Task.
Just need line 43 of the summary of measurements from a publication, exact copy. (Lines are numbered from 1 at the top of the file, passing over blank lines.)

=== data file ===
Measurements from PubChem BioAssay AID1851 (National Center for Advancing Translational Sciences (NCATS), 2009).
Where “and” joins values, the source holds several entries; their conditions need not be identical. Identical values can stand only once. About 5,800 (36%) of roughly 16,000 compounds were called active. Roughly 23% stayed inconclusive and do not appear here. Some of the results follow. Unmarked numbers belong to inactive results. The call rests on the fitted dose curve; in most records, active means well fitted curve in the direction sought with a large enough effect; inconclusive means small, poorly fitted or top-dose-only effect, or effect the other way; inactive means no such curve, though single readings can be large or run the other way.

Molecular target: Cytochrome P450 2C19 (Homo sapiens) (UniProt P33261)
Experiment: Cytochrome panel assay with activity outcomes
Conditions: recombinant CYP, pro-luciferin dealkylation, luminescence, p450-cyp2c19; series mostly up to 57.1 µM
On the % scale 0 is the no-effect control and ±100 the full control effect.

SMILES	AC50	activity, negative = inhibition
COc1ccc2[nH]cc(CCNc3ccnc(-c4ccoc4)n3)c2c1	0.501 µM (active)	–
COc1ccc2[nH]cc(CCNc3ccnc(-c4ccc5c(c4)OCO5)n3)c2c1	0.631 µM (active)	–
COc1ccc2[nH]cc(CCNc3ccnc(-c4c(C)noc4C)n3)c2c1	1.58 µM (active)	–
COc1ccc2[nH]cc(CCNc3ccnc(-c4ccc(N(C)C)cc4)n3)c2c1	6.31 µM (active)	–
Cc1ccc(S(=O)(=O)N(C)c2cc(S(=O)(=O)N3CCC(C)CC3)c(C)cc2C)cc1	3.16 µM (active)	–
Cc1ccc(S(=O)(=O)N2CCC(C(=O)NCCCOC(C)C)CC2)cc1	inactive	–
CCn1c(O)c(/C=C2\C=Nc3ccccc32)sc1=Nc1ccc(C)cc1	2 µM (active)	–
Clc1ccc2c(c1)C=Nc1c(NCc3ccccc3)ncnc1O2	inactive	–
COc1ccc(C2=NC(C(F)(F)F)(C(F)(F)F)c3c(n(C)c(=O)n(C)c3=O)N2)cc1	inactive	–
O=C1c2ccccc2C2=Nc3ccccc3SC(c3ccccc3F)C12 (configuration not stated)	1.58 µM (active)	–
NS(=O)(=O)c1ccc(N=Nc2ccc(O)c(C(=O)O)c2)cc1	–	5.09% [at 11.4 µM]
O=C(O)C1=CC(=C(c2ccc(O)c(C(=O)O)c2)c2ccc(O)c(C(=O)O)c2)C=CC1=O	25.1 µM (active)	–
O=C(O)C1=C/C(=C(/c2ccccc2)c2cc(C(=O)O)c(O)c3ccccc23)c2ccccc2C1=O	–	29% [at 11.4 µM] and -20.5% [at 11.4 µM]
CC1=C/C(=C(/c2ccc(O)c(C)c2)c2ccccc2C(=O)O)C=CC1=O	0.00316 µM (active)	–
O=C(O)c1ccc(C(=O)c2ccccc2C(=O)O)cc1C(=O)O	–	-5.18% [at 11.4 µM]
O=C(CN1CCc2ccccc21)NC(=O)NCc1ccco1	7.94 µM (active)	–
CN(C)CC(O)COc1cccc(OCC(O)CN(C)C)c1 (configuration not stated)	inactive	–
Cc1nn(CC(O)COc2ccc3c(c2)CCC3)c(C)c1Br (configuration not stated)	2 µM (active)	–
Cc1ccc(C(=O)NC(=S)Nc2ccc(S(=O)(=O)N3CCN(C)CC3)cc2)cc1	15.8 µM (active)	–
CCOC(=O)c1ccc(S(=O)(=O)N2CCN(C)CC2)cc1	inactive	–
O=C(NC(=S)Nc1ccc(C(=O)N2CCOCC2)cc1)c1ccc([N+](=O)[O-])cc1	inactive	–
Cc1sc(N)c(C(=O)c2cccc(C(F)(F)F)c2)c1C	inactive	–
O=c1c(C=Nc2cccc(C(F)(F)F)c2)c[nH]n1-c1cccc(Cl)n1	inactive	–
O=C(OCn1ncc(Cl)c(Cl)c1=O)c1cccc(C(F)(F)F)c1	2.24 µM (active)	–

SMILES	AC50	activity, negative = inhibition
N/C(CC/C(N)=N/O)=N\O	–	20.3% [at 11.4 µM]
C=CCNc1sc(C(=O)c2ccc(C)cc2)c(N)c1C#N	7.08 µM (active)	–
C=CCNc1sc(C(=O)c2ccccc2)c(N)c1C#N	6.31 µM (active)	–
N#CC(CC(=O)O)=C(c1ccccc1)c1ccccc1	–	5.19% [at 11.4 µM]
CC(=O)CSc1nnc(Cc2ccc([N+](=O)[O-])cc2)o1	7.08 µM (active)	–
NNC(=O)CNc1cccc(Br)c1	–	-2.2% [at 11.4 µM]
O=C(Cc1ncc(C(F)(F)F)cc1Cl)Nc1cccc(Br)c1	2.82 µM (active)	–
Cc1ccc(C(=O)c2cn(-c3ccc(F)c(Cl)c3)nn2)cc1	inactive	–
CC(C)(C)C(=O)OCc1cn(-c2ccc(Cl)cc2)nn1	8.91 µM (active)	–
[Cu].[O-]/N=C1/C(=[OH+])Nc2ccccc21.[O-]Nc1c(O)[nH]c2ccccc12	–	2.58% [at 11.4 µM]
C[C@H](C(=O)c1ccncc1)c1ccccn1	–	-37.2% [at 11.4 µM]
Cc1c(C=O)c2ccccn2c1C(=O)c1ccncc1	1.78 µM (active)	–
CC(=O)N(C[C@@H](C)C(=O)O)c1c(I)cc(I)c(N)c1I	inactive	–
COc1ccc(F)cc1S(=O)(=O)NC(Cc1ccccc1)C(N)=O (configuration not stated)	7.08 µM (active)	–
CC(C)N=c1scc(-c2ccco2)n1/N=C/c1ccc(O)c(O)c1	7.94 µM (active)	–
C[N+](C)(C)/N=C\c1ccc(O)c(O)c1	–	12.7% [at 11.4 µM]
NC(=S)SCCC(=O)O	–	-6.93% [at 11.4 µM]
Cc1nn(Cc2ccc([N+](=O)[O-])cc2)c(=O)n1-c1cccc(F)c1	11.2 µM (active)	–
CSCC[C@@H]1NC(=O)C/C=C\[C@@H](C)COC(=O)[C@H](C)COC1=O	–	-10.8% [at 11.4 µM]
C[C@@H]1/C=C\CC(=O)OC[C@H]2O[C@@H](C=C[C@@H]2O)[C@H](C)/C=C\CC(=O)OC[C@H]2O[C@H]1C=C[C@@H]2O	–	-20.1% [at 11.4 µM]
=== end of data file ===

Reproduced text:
C[C@H](C(=O)c1ccncc1)c1ccccn1	–	-37.2% [at 11.4 µM]